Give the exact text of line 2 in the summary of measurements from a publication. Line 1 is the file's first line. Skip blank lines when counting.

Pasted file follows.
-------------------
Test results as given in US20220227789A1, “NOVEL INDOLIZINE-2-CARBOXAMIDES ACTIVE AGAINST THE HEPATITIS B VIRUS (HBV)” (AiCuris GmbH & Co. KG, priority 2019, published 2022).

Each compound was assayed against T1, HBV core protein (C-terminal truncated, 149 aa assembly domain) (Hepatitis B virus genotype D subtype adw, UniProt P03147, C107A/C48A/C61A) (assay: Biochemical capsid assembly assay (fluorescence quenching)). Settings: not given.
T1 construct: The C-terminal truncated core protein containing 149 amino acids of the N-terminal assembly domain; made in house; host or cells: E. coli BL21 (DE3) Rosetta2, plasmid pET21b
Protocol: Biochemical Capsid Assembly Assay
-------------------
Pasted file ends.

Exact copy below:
Each compound was assayed against T1, HBV core protein (C-terminal truncated, 149 aa assembly domain) (Hepatitis B virus genotype D subtype adw, UniProt P03147, C107A/C48A/C61A) (assay: Biochemical capsid assembly assay (fluorescence quenching)). Settings: not given.